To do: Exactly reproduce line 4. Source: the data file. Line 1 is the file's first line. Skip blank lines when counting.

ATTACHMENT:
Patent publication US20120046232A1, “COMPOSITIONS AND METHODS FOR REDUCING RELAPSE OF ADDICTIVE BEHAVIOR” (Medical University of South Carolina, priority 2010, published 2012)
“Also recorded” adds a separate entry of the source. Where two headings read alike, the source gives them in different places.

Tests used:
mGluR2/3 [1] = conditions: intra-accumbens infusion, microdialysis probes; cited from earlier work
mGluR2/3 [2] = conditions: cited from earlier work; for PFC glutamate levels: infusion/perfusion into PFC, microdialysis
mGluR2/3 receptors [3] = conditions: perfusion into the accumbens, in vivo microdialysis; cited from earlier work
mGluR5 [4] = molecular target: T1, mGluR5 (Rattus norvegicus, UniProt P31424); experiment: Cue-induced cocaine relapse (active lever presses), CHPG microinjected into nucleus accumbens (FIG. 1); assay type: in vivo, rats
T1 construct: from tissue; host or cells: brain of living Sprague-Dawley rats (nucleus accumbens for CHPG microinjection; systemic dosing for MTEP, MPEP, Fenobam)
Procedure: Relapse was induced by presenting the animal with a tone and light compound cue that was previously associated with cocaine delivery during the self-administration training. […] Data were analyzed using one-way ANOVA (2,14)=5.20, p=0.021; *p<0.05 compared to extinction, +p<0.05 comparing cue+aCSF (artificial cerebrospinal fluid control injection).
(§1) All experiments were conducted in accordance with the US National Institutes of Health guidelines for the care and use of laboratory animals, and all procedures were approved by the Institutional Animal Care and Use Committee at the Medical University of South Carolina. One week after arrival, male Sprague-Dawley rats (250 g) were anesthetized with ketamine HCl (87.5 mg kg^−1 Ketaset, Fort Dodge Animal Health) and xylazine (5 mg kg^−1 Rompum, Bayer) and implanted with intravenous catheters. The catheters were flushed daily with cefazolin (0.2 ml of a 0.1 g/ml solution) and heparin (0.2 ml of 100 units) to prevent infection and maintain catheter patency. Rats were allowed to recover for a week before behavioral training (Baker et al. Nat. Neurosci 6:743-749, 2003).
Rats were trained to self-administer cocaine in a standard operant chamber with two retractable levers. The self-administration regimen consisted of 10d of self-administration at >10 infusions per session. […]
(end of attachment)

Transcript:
mGluR2/3 [1] = conditions: intra-accumbens infusion, microdialysis probes; cited from earlier work